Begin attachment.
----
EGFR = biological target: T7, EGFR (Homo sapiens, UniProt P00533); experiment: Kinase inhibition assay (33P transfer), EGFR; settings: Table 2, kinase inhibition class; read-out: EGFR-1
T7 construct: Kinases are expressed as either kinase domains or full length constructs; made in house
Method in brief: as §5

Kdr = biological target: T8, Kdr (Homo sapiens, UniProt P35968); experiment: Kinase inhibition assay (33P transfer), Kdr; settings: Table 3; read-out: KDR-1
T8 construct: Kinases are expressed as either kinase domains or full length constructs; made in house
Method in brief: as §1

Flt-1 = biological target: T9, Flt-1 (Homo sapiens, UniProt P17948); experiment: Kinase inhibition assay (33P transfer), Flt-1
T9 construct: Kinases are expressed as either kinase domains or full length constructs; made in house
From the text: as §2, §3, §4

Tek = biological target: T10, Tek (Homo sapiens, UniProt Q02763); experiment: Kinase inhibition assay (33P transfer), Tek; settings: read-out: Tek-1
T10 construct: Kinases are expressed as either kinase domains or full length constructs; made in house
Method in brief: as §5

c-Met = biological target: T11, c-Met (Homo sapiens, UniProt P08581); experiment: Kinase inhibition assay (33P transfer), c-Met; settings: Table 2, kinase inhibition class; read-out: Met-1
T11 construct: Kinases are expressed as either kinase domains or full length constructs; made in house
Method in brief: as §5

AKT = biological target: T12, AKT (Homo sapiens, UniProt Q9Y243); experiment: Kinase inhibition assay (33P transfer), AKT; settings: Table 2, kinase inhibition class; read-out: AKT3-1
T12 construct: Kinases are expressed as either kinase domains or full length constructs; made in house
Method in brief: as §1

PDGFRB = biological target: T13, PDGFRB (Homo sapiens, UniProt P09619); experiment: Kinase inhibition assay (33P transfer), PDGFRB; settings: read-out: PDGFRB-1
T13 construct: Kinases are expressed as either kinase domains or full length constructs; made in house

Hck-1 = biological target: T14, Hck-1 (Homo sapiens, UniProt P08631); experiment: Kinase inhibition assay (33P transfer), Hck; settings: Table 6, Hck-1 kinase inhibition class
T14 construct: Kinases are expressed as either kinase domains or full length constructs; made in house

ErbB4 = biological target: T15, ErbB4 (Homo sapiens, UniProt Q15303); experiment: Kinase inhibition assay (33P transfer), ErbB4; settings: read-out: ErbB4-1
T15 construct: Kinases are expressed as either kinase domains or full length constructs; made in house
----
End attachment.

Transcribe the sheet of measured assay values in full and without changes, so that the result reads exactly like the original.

EGFR = biological target: T7, EGFR (Homo sapiens, UniProt P00533); experiment: Kinase inhibition assay (33P transfer), EGFR; settings: Table 2, kinase inhibition class; read-out: EGFR-1
T7 construct: Kinases are expressed as either kinase domains or full length constructs; made in house
Method in brief: as §5

Kdr = biological target: T8, Kdr (Homo sapiens, UniProt P35968); experiment: Kinase inhibition assay (33P transfer), Kdr; settings: Table 3; read-out: KDR-1
T8 construct: Kinases are expressed as either kinase domains or full length constructs; made in house
Method in brief: as §1

Flt-1 = biological target: T9, Flt-1 (Homo sapiens, UniProt P17948); experiment: Kinase inhibition assay (33P transfer), Flt-1
T9 construct: Kinases are expressed as either kinase domains or full length constructs; made in house
From the text: as §2, §3, §4

Tek = biological target: T10, Tek (Homo sapiens, UniProt Q02763); experiment: Kinase inhibition assay (33P transfer), Tek; settings: read-out: Tek-1
T10 construct: Kinases are expressed as either kinase domains or full length constructs; made in house
Method in brief: as §5

c-Met = biological target: T11, c-Met (Homo sapiens, UniProt P08581); experiment: Kinase inhibition assay (33P transfer), c-Met; settings: Table 2, kinase inhibition class; read-out: Met-1
T11 construct: Kinases are expressed as either kinase domains or full length constructs; made in house
Method in brief: as §5

AKT = biological target: T12, AKT (Homo sapiens, UniProt Q9Y243); experiment: Kinase inhibition assay (33P transfer), AKT; settings: Table 2, kinase inhibition class; read-out: AKT3-1
T12 construct: Kinases are expressed as either kinase domains or full length constructs; made in house
Method in brief: as §1

PDGFRB = biological target: T13, PDGFRB (Homo sapiens, UniProt P09619); experiment: Kinase inhibition assay (33P transfer), PDGFRB; settings: read-out: PDGFRB-1
T13 construct: Kinases are expressed as either kinase domains or full length constructs; made in house

Hck-1 = biological target: T14, Hck-1 (Homo sapiens, UniProt P08631); experiment: Kinase inhibition assay (33P transfer), Hck; settings: Table 6, Hck-1 kinase inhibition class
T14 construct: Kinases are expressed as either kinase domains or full length constructs; made in house

ErbB4 = biological target: T15, ErbB4 (Homo sapiens, UniProt Q15303); experiment: Kinase inhibition assay (33P transfer), ErbB4; settings: read-out: ErbB4-1
T15 construct: Kinases are expressed as either kinase domains or full length constructs; made in house